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Iran in sovereign rating talks, wants to recoup oil market share
March 9, 2016 / 11:29 AM / 2 years ago

Iran in sovereign rating talks, wants to recoup oil market share

LONDON (Reuters) - Iran is in discussions about getting a sovereign credit rating and will need to regain its pre-sanctions oil market share before joining any talks on production cuts, the chief of staff to President Hassan Rouhani said on Wednesday.

Mohammad Nahavandian Chief of Staff of Iran Presidency attends the session "Next Steps for Iran and the World" during the Annual Meeting 2016 of the World Economic Forum (WEF) in Davos, Switzerland January 20, 2016. REUTERS/Ruben Sprich

Mohammad Nahavandian declined to comment on the test-firing on Wednesday of two missiles that Iran’s Islamic Revolutionary Guards Corps said were designed to be able to hit Israel, defying a threat of new sanctions from the United States.

A credit rating is seen as a necessary first step for Iran to be able borrow on international capital markets as its economy recovers from years of international sanctions.

“We are in negotiations with some of these rating agencies,” Nahavandian told Reuters on the sidelines of an Financial Times Iran Conference, replying “yes” when asked whether he expected the agencies to provide a full credit rating.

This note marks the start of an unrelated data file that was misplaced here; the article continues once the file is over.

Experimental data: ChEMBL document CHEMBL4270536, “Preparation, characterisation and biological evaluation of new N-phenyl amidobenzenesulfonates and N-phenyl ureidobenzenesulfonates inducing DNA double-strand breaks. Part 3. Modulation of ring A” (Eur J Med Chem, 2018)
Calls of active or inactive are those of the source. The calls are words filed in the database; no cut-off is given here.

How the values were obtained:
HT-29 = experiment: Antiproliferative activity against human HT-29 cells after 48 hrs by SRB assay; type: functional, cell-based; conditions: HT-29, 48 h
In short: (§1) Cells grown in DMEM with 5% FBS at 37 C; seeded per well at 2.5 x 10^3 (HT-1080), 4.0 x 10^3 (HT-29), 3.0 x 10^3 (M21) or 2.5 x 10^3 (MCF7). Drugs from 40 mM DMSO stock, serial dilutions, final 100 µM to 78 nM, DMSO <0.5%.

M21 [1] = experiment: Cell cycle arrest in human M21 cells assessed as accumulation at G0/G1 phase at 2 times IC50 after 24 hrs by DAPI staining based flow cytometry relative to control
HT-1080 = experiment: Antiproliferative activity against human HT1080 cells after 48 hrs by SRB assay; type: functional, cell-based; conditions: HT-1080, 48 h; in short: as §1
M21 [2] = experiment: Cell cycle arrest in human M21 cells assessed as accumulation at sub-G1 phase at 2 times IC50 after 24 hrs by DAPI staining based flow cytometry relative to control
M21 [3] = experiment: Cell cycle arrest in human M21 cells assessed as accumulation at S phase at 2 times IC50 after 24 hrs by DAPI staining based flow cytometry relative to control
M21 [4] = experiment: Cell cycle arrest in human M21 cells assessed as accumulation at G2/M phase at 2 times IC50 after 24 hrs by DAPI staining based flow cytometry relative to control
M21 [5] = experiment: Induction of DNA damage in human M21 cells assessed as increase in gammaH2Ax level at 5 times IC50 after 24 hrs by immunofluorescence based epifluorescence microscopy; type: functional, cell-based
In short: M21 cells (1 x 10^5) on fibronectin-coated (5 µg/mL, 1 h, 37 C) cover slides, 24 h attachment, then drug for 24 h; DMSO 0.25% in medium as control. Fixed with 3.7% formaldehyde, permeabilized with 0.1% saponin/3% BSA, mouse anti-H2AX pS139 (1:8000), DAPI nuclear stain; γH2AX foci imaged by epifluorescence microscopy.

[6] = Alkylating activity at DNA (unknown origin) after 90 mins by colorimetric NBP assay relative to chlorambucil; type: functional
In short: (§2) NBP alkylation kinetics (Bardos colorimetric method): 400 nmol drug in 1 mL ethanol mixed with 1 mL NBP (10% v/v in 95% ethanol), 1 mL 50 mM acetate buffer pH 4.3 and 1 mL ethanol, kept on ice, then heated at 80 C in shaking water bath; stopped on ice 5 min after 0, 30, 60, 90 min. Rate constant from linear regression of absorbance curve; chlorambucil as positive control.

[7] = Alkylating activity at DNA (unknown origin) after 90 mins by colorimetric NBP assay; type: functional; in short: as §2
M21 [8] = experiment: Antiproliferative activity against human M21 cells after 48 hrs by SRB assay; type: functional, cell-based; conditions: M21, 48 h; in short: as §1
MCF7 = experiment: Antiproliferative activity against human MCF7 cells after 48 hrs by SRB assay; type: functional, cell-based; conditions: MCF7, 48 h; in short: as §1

A collapse in the price of oil since mid-2014 has led some big exporters to suggest an output freeze, but Nahavandian reiterated that Iran, whose crude reserves are among the world’s largest, would be increasing its production in the near-term.

“Iran has to go back to its market share, there is no doubt about that. If there is any decision to be made (on cutting production) it has to be made by those who have filled the vacuum after the Iran sanctions,” he said.

“So Iran has to go back to the footing it used to enjoy, then (it) will join the group (of producers considering a freeze on output).”

Nahavandian said Iran’s central bank would continue to keep a tight grip on the amount of money circulating in the economy as it tries to bring down inflation that was recently as high as 30 percent, sapping spending power in the country.

“Stopping the undue increase of liquidity and strong money (supply) was the policy (of the last couple of years) and that will continue,” Nahavandian said.

“But at the same time on the fiscal policy side also, the government has managed to discipline itself to borrow from the central bank and not to rely on oil at the same time.”

Editing by Karin Strohecker and Catherine Evans

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